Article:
In 2018 against Jeremia Nakathila, a world class opponent, Okine landed some punishing overhand rights early. But the taller Nakathila soon took control of the fight by maintaining distance. After Yaw Mallet threw his wide shots, Nakathila effectively countered. The Ghanaian was knocked down in the second and fourth rounds, but referee Leslie Gross called both slips. Gross, however, didn't miss when Nakathila landed a hellacious combination that knocked Okine out of the ring and onto the concrete floor.

Okine doesn't have the best chin, but he has tremendous heart. Marching in a zombie-like state, he dragged himself back into the ring before the referee's count reached twenty. Thankfully, Gross stopped the fight anyway as Okine was in no condition to continue.

The Accra native looked flat in his fight against slick mover Patrick Ayi in 2019 and was lucky to come away with a split draw. After two wins in 2020, Okine received a shot in the third round from Jan Carlos Rivera this past March that was deemed low and their fight in Philadelphia was called a no contest. Upon review, the commission considered the blow legal and somewhat unfairly changed the result to a TKO victory for Rivera well after the fact. Against Rivera, Okine spent too much time covering up and was losing the fight.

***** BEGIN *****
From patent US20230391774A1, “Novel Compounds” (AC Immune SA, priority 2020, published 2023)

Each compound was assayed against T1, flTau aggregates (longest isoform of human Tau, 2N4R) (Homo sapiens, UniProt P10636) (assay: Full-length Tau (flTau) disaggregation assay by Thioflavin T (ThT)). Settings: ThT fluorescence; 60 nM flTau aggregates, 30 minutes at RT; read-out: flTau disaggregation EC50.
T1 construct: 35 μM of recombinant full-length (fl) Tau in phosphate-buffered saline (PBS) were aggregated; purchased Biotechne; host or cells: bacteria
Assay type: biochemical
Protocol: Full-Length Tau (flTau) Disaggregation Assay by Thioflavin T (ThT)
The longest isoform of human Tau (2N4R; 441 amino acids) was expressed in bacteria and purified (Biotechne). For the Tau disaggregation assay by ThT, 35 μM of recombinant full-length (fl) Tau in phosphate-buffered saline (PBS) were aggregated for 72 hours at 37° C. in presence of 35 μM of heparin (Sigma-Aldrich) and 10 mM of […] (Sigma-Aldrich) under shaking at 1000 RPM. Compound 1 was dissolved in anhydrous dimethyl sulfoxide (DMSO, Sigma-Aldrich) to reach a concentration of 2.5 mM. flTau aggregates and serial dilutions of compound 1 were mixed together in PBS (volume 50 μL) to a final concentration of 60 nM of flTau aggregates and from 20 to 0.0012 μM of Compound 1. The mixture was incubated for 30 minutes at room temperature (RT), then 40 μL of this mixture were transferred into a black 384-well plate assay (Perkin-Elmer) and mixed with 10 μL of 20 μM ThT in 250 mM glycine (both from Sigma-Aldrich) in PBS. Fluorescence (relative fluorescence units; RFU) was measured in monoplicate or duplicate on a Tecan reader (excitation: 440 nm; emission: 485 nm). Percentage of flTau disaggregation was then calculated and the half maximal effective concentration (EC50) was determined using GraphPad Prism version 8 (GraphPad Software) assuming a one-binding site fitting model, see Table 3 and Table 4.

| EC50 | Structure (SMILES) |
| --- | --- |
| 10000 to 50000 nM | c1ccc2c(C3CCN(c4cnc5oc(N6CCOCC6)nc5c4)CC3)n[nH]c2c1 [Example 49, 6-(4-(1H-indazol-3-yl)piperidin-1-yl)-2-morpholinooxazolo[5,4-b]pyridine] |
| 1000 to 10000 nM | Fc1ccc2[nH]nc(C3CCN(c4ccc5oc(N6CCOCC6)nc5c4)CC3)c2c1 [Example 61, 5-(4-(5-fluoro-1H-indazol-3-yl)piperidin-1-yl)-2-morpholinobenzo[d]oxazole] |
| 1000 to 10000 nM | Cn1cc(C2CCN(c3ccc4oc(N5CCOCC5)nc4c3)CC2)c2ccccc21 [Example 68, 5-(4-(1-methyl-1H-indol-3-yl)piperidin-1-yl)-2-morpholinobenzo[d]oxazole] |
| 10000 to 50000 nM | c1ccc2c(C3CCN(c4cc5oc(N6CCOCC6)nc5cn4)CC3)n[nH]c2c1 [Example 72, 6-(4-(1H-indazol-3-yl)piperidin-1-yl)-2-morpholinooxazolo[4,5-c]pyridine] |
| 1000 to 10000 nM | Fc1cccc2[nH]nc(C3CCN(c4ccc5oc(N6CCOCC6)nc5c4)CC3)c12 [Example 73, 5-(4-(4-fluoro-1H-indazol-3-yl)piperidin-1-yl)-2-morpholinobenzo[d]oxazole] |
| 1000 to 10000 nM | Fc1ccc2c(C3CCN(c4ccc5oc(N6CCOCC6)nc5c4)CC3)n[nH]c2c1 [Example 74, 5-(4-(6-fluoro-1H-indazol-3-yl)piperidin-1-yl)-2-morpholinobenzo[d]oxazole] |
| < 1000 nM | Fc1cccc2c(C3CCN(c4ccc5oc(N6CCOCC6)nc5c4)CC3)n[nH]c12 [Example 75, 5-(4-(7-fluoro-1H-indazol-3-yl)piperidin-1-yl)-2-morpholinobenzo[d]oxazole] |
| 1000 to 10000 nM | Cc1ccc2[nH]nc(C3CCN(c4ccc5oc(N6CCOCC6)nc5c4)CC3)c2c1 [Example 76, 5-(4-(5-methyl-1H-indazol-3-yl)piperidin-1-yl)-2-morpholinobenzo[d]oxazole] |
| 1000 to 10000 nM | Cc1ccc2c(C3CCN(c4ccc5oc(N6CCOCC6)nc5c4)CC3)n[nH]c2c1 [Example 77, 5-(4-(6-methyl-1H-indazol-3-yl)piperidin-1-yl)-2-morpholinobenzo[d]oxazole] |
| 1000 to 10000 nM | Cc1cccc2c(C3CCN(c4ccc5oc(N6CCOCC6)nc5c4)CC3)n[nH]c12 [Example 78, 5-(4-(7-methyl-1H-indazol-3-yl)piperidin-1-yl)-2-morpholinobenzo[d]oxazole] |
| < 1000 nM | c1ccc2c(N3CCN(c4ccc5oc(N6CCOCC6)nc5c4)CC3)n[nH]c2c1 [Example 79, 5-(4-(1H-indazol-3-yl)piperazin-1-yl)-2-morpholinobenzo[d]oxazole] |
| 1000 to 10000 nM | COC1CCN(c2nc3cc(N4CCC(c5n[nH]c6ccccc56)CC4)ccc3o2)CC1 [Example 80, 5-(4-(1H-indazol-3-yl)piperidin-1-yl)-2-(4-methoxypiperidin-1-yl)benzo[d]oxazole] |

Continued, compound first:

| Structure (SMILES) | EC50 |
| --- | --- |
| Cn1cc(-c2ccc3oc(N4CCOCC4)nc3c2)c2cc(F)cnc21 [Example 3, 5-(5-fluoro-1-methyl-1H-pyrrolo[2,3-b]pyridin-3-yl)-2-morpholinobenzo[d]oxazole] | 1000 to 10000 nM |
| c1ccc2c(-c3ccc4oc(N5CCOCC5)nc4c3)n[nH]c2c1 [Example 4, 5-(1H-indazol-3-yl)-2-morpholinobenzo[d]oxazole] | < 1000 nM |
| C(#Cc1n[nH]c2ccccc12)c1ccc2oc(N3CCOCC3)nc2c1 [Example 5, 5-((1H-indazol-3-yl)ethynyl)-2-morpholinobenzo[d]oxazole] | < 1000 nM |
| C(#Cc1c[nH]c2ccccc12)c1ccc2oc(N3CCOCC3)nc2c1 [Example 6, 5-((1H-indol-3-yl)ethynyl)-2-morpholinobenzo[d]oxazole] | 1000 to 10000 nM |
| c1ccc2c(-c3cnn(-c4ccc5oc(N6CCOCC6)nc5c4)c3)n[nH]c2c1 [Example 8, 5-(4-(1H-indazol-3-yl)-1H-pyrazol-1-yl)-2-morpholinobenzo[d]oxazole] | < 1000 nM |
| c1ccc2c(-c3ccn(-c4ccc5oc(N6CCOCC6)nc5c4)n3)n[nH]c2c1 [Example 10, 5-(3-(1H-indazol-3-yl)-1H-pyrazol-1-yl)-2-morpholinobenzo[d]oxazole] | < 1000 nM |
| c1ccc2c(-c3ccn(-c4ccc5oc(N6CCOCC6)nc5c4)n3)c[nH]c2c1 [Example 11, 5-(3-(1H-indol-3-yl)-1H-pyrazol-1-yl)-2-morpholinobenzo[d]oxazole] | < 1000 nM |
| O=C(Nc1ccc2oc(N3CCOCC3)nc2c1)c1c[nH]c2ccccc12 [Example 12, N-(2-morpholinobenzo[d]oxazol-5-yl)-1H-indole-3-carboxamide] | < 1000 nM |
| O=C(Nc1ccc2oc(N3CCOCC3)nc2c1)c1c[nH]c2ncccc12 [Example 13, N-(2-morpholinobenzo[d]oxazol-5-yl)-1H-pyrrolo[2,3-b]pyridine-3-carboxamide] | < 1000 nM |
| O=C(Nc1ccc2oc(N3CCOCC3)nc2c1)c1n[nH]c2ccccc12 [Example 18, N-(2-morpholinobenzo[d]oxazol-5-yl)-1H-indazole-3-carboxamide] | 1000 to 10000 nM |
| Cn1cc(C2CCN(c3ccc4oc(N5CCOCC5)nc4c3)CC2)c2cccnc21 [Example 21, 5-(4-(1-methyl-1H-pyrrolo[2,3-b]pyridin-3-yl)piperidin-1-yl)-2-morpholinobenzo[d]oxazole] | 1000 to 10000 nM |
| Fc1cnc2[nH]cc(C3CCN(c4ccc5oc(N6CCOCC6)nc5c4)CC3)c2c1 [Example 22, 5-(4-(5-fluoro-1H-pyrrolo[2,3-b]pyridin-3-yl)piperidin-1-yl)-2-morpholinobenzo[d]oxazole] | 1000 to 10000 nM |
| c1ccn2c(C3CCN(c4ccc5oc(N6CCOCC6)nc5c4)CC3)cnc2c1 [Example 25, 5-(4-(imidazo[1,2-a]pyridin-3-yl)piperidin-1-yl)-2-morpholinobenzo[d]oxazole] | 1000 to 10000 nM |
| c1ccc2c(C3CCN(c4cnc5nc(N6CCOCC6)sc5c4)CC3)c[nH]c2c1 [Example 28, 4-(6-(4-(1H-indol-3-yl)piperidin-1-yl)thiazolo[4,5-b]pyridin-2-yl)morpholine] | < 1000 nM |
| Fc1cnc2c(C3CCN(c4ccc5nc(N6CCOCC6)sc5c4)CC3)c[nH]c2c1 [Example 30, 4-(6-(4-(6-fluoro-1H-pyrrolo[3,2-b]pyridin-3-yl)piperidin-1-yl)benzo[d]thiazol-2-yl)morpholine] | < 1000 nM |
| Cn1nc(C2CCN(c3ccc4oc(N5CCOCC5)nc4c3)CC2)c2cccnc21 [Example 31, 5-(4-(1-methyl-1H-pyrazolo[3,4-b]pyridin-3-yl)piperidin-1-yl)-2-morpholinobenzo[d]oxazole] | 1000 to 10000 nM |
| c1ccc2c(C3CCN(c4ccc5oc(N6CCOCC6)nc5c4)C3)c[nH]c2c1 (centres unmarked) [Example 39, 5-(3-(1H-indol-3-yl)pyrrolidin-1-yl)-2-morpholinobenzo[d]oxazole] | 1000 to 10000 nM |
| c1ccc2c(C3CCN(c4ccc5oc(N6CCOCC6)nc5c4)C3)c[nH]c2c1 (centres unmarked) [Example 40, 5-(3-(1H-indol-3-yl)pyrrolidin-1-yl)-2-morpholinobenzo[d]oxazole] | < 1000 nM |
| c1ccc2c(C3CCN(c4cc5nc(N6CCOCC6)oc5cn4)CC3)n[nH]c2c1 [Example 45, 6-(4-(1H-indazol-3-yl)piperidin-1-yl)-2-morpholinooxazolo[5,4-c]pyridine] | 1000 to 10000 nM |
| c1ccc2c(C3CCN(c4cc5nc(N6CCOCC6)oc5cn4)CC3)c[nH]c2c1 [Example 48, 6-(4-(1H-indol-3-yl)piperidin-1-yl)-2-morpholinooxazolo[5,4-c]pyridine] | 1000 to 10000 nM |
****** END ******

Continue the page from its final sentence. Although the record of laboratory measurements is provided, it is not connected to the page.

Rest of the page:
Except for those fights against Ayi and Rivera, Yaw Mallet has an exciting style. If he doesn't go into a shell, Da Hamma and Yaw Mallet will bring fireworks.

Cletus's fight will stream live on BoxingInsider.com

Some Notes
Okine has been known to hitch his black and white striped trunks up to grandpa-level. Before the fight, Seldin's trainer should ask for clarification from the ref about the line of legality on Patrick's trunks to avoid another Usyk-Dubois controversy.

Okine likes to taunt opponents in the ring. So far, opponents haven't jumped on him while he's clowning.